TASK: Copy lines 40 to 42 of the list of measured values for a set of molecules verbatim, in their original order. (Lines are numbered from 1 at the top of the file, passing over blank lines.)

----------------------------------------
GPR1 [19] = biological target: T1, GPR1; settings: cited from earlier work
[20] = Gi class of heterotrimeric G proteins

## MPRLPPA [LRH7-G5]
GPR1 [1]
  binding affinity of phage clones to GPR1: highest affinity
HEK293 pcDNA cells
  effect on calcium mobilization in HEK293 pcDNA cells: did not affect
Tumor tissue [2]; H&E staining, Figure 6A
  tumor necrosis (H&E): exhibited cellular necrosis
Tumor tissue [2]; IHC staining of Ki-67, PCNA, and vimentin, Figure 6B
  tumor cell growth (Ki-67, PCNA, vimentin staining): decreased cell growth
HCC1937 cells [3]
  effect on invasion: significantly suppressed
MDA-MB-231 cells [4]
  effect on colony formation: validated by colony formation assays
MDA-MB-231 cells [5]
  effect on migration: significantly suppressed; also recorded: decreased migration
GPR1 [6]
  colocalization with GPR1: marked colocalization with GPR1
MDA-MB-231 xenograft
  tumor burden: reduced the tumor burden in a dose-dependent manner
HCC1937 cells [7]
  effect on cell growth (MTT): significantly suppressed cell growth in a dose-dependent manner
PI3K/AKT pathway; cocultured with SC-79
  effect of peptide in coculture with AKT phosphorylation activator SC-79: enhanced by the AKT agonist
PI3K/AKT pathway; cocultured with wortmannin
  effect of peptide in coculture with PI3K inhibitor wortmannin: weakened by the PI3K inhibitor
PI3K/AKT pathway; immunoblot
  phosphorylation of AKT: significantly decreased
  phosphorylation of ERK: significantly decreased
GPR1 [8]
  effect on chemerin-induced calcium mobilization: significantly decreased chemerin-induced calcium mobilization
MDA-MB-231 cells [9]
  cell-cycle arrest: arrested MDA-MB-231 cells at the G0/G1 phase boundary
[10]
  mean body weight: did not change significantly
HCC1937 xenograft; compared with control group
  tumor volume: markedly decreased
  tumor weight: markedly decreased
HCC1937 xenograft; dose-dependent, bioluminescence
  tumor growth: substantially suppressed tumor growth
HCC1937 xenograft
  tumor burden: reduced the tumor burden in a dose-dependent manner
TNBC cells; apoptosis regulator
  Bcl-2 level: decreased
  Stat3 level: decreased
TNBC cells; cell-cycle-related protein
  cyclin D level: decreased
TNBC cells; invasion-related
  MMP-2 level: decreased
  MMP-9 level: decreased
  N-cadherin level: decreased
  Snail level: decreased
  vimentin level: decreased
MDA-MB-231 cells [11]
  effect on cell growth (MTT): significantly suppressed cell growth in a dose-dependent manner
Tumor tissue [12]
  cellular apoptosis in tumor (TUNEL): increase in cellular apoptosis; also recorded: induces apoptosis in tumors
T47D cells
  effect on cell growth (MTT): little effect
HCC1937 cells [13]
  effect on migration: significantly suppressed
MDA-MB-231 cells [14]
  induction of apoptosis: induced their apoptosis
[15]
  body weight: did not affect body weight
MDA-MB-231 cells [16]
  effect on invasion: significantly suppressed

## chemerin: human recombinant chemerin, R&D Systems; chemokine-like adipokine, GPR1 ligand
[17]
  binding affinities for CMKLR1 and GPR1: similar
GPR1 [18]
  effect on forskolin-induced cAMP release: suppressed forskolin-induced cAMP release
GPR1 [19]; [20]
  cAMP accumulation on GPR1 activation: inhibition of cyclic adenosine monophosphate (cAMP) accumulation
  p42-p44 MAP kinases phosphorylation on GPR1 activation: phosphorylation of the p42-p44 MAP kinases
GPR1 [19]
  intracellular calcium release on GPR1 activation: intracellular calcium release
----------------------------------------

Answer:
HCC1937 xenograft; dose-dependent, bioluminescence
  tumor growth: substantially suppressed tumor growth
HCC1937 xenograft